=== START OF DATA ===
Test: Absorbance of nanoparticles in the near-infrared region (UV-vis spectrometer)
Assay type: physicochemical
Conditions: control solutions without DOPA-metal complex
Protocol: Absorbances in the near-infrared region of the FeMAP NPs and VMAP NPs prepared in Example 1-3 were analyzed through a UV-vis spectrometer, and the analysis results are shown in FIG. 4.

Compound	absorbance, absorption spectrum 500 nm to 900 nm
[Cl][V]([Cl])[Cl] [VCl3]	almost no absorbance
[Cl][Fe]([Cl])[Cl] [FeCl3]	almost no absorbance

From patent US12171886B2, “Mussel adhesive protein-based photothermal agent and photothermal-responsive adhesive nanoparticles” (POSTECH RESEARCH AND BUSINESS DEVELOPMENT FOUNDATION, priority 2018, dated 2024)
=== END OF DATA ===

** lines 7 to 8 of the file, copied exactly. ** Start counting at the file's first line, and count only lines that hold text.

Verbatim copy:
[Cl][Fe]([Cl])[Cl] [FeCl3]	almost no absorbance

From patent US12171886B2, “Mussel adhesive protein-based photothermal agent and photothermal-responsive adhesive nanoparticles” (POSTECH RESEARCH AND BUSINESS DEVELOPMENT FOUNDATION, priority 2018, dated 2024)